The WHO advised to “easen” the restrictions of the Covid-19 for international travel
The World Health Organization (WHO) advised, faced with the failure to stop the spread of the omicron variant, “easing” Covid-19 restrictions for international travel. Regardless, they determined that the pandemic still represents a public health emergency of international concern.
Thus, the institution urged the Member States to “lift or relax international traffic prohibitions, since they do not provide any added value and continue to contribute to the economic and social stress suffered by States”.
This WHO proposal arose from the inevitable spread of the new variant and the poor results of the sanitary measures. “The failure of the travel restrictions introduced after the detection and notification of the omicron variant to limit its international spread demonstrates the ineffectiveness of such measures over time”.
In addition, they pointed out that the expenses produced by this type of regulation should not be the economic responsibility of tourists: “Travel measures (for example, the use of a mask, diagnostic tests, isolation/quarantine and vaccination) must be based on risk assessments and avoid the financial burden falling on travelers”.
Regarding the situation of the Covid-19 pandemic, the WHO Emergency Committee reported that “it continues to constitute an extraordinary event that continues to negatively affect the health of populations around the world, poses a risk of international spread and interference with international traffic, and requires a coordinated international response”.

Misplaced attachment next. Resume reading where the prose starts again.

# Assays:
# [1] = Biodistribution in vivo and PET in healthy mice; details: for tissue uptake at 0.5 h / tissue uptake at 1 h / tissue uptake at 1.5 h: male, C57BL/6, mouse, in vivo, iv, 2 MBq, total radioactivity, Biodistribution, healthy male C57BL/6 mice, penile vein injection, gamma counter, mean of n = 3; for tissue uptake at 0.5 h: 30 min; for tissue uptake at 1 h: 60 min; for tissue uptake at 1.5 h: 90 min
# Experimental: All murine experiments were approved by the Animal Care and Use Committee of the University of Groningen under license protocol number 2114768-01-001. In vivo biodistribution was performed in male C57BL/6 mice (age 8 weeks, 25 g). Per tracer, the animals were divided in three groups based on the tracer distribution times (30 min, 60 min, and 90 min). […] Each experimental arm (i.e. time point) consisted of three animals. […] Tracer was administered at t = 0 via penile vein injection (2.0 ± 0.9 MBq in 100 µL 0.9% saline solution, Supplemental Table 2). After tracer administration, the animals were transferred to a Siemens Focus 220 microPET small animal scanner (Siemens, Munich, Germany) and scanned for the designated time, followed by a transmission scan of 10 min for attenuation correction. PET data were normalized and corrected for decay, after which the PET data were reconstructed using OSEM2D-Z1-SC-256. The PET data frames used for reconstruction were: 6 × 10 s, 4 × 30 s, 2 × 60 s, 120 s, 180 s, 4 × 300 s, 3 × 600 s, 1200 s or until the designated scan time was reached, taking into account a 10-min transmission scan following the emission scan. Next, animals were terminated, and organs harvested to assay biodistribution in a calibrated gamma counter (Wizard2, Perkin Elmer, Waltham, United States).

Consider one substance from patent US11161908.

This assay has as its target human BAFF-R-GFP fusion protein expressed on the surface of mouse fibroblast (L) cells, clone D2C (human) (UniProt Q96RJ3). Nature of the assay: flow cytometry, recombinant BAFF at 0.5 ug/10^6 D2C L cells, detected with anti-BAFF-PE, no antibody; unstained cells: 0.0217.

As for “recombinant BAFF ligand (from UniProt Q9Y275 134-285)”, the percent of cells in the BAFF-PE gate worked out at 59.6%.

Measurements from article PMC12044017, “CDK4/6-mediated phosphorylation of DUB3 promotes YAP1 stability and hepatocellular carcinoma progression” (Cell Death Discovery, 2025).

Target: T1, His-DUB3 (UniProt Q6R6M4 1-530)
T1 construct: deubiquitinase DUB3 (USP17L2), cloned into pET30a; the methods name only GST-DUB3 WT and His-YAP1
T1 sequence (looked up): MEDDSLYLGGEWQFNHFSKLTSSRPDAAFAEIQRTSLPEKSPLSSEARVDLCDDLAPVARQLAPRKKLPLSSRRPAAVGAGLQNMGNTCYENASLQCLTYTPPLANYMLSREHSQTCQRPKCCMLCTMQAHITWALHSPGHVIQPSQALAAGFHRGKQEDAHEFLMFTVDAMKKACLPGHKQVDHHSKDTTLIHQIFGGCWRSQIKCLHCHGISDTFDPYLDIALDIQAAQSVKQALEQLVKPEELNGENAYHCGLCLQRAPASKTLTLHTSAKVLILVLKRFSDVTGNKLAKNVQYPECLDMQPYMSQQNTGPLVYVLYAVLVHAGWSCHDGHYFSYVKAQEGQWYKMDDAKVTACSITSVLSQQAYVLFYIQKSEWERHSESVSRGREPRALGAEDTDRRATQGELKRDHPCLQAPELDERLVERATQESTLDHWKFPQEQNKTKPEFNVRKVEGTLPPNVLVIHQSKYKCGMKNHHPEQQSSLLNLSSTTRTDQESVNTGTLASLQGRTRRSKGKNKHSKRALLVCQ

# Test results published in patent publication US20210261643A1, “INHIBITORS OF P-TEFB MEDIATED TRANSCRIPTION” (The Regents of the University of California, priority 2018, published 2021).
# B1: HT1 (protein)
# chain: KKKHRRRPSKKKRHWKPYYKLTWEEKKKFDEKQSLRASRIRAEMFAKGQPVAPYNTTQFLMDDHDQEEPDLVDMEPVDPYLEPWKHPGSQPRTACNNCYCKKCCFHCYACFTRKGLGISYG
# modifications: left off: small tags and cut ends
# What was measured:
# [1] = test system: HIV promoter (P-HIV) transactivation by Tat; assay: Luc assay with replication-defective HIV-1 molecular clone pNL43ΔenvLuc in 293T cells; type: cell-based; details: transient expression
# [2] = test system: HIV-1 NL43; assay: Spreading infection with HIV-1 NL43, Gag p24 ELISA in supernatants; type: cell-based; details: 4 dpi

What’s more, warned about “the risk of overly optimistic statements about the state of the pandemic.”
On the other hand, the group of experts, at this Thursday’s meeting, highlighted the importance of “accelerate research and development of new vaccination technologies”.
“Current vaccination technology relies on syringes, the supply of which is limited., which entails a significant logistical and programmatic burden. The rapid development of alternative vaccine formulas, such as intranasal ones, could increase ease of administration in low-resource and/or hard-to-reach areas. In addition, the need to continue working on vaccines that confer broader immunity in all variants is evident,” they stated.
Likewise, the WHO team also highlighted the importance of developing epidemiological investigations on the transmission of SARS-CoV-2 between humans and animals, as well as specific surveillance of possible animal hosts and reservoirs.
“Real-time surveillance and data sharing on SARS-CoV-2 infection, transmission and evolution in animals will contribute to the global understanding of the epidemiology and ecology of the virus, the possible evolution of new variants in animal populations, their timely identification and the evaluation of their risks to public health”, they explained.